Christian Dior, Fall 2015, Ready-to-Wear, Paris, 2015
Throbbing Gristle’s “Hot on the Heels of Love,” the piece of music that soundtracked the Christian Dior show today, has a chilly, slaphappy Fifty Shades quality that seemed tailor-made for a collection whose animal essence was fulsomely described by Raf Simons as “something more liberated, darker, more sexual.” Something more than Dior’s femme fleur, in other words.
But it was also more commercial than anything Simons has offered before, in any of his guises. And saying that is no insult, because it underscores the confidence the designer has acquired in his time at Dior. He could backseat those curvaceous Bar-shaped classics in favor of man-tailored tweed pantsuits—double-breasted jackets and cropped, cuffed pants—and liquid mesh pieces that second-skinned the body. There was a nod to heritage in animal prints—Christian Dior introduced leopard print in 1947—but Simons’ homage was a blown-out reinterpretation that was so abstract as to look psychedelic…or maybe embryonic, emblematic of new life in the jacquard of a body stocking that Simons carried over from Couture.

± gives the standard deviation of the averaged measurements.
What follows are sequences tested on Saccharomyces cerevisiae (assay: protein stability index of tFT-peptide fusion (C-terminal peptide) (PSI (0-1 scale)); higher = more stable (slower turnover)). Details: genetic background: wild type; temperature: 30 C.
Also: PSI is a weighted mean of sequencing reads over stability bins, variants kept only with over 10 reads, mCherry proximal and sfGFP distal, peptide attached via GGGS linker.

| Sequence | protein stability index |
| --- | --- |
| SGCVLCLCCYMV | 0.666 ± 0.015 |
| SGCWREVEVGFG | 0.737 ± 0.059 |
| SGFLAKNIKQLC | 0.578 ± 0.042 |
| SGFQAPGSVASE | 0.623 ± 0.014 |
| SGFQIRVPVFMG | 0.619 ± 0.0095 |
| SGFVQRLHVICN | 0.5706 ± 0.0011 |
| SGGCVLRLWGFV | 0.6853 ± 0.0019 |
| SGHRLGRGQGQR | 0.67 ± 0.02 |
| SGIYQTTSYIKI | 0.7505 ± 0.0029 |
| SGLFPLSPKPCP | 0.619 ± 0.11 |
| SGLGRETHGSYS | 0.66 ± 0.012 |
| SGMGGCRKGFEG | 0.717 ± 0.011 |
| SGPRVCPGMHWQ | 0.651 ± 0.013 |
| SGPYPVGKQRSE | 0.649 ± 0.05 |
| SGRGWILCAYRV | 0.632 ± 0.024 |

That actually seemed like an apt metaphor for the whole collection. Simons talked about “a new kind of camouflage,” but what was it that was truly hidden here? Sex, of course. Sublimated under big, desirable tweed coats, in abbreviated coatdresses paired with thigh-high vinyl boots (go there!), in shifts collaged from fox with a tinge of unnatural nature. There was elegance and there was oddity in this collection—exactly what you’d expect from Raf Simons. But salability? Ah, yes, that was the news.